Owning a home has its perks: you can customize it however you want, make money by renting out extra rooms, and know that you'll always have a place to call your own. However, it also comes with many responsibilities (e.g., property taxes and repairs). Plus, it can be tough to save up for a down payment while also paying off student loans or credit card bills.

So what's the best option? It depends on your lifestyle and budget! If you're someone who doesn't mind doing some occasional repairs and wants more control over your living situation, then buying might be right for you. But if you'd rather not deal with any headaches and would instead rent than own, there are plenty of options for you.

House prices in Switzerland

The average price of an inner-city apartment in Switzerland was 12,938 Swiss francs per square meter in December 2020. This followed a 1% increase in September 2020 and a more than 15-year decline between 2017-2018, when purchase prices fell for the first time since 2000.

Zurich has the highest purchase prices, with Geneva and Lausanne in second and third place.

Can foreigners buy property in Switzerland?

The answer to this question is a little complicated. Generally, foreigners are not allowed to purchase property in Switzerland without a residence permit. There are some exceptions, however. For example, foreigners can buy holiday homes in designated areas and purchase property for business purposes if they prove a need. Buying property is different for foreigners than for individuals living or working in Switzerland, so it's essential to be aware of the restrictions. Generally speaking, foreigners are restricted to buying property in certain places and for short periods.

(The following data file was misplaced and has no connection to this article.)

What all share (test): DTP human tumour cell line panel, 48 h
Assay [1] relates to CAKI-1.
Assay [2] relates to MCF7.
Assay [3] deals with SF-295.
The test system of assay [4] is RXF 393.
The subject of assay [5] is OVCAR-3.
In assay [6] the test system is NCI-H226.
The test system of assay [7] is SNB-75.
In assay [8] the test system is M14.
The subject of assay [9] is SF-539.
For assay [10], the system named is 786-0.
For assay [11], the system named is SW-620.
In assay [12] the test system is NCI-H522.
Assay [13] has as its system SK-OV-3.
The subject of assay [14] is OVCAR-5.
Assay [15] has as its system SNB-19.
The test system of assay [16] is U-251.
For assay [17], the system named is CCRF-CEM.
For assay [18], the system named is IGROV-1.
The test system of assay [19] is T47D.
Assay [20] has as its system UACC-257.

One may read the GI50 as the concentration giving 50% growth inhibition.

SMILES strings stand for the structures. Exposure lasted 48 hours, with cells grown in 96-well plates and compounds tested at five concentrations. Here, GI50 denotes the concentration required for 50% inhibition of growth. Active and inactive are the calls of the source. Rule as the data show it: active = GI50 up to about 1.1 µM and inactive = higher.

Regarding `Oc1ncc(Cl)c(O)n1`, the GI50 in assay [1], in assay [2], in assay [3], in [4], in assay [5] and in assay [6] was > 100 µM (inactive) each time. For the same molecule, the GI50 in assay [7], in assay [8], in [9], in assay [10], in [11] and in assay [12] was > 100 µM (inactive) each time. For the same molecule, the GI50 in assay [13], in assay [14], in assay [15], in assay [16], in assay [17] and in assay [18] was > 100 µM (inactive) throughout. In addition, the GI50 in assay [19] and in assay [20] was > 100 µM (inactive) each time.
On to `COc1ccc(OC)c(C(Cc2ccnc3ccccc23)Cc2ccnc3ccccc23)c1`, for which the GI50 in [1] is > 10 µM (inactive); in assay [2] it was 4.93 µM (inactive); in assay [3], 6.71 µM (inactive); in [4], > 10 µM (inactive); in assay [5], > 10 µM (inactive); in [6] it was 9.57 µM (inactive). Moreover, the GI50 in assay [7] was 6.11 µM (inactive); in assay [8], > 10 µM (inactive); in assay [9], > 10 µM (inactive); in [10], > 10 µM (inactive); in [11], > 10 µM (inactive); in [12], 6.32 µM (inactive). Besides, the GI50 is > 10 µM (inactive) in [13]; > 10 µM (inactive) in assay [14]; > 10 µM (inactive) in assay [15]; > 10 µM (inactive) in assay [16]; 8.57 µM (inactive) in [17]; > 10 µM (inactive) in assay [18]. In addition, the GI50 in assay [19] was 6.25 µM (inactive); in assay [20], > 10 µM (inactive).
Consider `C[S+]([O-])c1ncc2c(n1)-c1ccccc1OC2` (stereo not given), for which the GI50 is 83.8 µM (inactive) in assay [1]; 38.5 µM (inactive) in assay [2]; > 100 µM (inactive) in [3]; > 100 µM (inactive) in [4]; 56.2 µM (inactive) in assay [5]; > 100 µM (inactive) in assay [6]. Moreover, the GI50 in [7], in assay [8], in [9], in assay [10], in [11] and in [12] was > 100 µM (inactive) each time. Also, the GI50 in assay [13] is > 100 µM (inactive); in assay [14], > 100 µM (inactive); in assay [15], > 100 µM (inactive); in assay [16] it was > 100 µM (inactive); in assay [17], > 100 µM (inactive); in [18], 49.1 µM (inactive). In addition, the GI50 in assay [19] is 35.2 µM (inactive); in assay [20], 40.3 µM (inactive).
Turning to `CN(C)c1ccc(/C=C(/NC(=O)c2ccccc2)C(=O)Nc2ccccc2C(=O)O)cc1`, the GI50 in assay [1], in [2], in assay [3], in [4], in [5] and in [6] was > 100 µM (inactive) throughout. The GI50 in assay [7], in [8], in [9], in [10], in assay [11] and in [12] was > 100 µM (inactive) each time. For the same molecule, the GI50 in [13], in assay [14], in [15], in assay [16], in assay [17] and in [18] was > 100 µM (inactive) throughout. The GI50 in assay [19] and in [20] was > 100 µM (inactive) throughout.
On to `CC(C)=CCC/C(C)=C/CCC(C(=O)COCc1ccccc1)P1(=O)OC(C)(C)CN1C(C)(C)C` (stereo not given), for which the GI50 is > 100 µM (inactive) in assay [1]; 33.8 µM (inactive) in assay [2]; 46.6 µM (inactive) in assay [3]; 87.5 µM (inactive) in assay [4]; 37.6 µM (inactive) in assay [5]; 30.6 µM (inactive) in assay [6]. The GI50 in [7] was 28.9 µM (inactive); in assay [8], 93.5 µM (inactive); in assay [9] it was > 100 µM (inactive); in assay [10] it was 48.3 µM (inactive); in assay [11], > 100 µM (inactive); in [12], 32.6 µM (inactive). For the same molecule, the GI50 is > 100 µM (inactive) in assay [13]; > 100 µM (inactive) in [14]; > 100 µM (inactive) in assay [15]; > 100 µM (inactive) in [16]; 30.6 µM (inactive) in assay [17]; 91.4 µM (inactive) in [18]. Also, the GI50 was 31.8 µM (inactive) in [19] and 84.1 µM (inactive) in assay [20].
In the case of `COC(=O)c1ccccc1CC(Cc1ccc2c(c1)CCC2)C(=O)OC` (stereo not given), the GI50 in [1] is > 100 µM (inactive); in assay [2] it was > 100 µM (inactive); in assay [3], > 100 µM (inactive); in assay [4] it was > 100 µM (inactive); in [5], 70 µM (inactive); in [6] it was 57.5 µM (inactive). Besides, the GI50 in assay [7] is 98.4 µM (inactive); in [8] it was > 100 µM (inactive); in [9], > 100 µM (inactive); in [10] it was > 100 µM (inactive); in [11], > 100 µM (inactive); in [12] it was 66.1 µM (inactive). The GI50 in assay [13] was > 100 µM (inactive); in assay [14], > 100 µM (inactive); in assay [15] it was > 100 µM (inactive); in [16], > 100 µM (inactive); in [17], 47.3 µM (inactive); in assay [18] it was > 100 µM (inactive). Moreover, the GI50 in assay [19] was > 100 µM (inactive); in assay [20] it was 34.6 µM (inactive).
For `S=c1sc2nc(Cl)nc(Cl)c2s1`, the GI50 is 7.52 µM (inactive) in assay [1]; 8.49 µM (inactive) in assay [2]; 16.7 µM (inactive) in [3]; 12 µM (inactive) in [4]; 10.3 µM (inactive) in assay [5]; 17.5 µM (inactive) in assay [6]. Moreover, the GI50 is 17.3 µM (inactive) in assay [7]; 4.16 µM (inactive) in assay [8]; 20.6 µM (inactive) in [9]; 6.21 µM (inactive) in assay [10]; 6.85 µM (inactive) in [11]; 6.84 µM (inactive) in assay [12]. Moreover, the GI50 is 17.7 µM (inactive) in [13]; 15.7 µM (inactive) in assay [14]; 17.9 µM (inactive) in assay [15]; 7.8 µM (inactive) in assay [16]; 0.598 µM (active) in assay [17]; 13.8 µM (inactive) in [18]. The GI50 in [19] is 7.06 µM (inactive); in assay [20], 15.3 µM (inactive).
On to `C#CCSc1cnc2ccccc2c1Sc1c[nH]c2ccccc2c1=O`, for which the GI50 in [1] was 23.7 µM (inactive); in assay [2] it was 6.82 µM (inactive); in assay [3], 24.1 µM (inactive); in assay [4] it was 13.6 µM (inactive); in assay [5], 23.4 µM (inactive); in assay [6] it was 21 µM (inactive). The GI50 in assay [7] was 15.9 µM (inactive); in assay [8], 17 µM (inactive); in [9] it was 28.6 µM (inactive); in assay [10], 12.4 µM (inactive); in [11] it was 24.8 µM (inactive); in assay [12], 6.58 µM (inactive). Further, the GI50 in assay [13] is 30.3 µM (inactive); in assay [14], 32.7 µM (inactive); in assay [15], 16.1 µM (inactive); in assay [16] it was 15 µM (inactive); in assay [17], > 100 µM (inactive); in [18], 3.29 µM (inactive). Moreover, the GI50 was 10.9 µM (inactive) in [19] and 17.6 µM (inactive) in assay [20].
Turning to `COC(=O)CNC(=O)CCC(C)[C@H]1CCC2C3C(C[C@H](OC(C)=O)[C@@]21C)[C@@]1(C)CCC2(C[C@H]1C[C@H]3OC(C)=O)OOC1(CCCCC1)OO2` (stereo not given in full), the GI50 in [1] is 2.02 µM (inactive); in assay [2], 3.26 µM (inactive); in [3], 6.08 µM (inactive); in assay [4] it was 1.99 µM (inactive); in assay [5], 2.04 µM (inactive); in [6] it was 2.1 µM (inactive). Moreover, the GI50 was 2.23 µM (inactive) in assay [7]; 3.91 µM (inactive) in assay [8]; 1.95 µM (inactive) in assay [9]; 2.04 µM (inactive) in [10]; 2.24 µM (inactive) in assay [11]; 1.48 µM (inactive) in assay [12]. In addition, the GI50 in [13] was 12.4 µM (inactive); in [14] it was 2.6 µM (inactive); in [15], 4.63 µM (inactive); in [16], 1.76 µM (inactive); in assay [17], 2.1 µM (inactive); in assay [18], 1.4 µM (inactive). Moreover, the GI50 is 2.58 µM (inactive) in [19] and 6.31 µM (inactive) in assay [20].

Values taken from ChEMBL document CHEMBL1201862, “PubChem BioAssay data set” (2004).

Costs of buying a property in Switzerland

When you buy a property in Switzerland, you will be responsible for two types of costs: the purchase price of the house and the percentage of this cost that the seller pays.

The Swiss government has made it a point to keep real estate prices low, so buyers have to pay relatively low fees. In addition, few other costs are associated with buying a home in Switzerland.

This makes Switzerland one of the cheapest places to buy a house in Europe. It is more cost-effective to register and transfer your home than rent it unless you expect to reside in Switzerland for more than five years or sell your property within two years.

How to find a place to buy in Switzerland

Main online property portals

There are several main online property portals in Switzerland, which include:



Private Sale


To get the best overview of the Swiss real estate market, it's advisable to search on all these portals. You can save your search and get notified by email when new properties matching your criteria are offered.